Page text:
The Flu disappeared in the summer of 1919 when most of the people had developed immunities or died.

    1957: Asian Flu

    The Asian Flu started in Hong Kong. It spread throughout China and then into the United States. It found its way to England, where it spread rapidly, killing over 140,000 people. The second wave of the Flu hit in 1958, resulting in roughly 1.1 million deaths globally and about 116,000 deaths in the United States alone. The pandemic was contained after a vaccine was developed.

    1981: HIV/AIDS

    AIDS was first identified in 1981. The disease destroys the immune system resulting in death by diseases that the body would usually fight off. Some of the symptoms associated with AIDS include fever, headaches, and enlarged lymph nodes. When the symptoms subside, carriers become highly infectious through blood and genital fluids.

    The disease was first observed in American gay communities but is believed to have developed from the Chimpanzee virus from West Africa in the 1920s. So far, the disease has killed over 35 million people worldwide since its discovery. Unfortunately, the cure is yet to be found.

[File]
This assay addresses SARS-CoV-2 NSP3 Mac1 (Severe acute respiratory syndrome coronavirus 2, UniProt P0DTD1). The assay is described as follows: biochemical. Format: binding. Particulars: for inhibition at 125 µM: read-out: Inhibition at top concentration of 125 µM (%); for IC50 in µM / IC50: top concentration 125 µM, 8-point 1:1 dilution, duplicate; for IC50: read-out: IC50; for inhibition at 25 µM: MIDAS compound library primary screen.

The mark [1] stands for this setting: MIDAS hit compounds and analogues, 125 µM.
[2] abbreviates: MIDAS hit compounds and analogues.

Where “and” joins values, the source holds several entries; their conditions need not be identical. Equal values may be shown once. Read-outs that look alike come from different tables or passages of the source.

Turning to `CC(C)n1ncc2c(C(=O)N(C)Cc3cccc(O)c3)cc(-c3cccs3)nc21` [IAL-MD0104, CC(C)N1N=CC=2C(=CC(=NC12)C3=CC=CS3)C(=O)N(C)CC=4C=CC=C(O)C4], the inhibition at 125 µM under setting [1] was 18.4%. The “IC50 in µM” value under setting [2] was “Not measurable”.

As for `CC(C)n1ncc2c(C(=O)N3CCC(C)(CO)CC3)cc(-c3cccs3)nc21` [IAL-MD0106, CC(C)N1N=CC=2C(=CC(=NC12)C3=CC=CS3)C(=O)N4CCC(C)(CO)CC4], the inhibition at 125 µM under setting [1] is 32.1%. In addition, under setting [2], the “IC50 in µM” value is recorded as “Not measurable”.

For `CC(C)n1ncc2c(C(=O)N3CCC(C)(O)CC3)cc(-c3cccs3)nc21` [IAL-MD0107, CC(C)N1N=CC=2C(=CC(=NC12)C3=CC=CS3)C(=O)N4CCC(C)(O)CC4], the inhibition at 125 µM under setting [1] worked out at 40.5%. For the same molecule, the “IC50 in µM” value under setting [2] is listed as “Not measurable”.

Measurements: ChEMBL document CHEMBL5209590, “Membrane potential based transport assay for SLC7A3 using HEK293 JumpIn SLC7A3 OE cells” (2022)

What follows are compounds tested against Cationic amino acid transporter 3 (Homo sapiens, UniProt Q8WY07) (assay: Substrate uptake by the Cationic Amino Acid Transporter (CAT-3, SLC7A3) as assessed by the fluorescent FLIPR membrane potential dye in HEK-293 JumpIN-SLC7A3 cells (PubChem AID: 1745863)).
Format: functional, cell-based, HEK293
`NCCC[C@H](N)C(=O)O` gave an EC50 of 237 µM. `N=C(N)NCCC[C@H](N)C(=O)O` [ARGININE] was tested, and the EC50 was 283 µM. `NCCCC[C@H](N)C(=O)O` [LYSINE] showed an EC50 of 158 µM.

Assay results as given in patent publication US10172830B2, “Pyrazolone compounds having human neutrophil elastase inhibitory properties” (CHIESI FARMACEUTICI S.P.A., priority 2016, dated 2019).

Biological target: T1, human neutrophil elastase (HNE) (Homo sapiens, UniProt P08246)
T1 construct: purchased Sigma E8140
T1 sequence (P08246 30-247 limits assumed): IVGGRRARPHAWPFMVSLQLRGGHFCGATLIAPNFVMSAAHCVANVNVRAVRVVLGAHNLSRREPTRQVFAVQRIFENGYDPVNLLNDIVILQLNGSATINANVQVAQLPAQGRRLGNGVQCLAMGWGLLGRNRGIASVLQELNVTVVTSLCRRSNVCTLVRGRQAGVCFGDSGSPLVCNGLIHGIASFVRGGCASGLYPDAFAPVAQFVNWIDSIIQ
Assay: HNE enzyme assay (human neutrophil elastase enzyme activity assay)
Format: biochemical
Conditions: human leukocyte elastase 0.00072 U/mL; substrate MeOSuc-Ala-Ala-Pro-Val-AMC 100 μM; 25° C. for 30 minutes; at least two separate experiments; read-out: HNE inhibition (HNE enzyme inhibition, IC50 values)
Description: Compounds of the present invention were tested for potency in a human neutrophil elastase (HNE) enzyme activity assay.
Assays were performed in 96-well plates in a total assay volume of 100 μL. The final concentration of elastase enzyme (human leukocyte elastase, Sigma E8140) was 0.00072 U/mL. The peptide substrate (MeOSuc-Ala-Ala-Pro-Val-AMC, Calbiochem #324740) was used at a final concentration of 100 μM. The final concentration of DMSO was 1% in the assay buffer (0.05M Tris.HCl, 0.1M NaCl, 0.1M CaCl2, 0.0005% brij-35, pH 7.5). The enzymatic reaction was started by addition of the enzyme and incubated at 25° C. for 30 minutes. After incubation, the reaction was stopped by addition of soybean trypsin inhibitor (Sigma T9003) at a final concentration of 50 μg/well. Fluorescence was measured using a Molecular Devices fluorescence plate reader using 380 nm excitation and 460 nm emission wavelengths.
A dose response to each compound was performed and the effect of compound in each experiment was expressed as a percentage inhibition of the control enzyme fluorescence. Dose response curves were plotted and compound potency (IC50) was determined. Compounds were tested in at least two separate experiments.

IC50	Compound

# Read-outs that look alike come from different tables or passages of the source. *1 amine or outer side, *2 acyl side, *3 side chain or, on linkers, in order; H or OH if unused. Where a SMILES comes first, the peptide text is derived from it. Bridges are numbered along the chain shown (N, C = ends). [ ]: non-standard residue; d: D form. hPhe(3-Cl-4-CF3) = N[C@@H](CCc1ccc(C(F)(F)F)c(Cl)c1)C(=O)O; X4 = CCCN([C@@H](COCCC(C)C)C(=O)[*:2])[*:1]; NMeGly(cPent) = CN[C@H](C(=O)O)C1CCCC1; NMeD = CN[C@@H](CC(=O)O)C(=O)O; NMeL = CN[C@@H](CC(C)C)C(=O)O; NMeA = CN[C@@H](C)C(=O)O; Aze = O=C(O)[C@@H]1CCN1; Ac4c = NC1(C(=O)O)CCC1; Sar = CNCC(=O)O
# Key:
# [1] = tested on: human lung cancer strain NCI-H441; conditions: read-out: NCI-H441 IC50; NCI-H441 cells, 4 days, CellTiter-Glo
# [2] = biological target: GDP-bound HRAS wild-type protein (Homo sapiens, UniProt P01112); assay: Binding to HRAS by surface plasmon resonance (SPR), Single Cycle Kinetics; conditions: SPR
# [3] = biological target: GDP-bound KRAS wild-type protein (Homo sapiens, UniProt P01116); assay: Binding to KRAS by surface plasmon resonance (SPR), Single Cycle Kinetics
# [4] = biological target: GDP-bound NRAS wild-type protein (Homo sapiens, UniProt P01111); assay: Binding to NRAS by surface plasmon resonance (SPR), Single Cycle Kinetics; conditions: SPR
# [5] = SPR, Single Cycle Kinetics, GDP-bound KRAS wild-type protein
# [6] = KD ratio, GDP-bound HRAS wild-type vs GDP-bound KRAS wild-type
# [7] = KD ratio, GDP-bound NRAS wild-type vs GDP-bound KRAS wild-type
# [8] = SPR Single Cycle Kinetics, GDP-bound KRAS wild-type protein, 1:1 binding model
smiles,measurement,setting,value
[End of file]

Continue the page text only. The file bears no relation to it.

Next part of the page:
2003: SARS

    SARS was first identified in 2003 after several months. It’s believed to have originated from bats, spread to cats than to humans in China. The disease quickly spread to 26 other countries infecting 8,096 people and killing 774 people.

    Symptoms of SARS include fever, head and body aches, and dry cough. It is spread through respiratory droplets from coughs and sneezes.

    Lessons learned from the SARS pandemic helped to improve responses to other diseases like H1N1, Zika, and Ebola.

    2019: COVID-19

    COVID-19 was announced as a pandemic on March 11, 2020. The virus barrelled through 114 countries in three months and infected over 188,000 people (as of 19th July 2020). Caused by a new virus strain, the symptoms of the disease include fever, cough, and respiratory problems that can lead to pneumonia and death.

    Why not also read: What is Coronavirus?

    Like SARS, COVID-19 is spread through respiratory droplets. The virus has so far spread to over 160 countries with new infections each rising day.

    Final Thoughts

    Through the numerous pandemics over the years, humankind has shown its resilience rising above the difficulties and rebuilding itself. With glimpses of possible vaccines, it’s possible the end of the current pandemic caused by coronavirus could be nearing its end as well.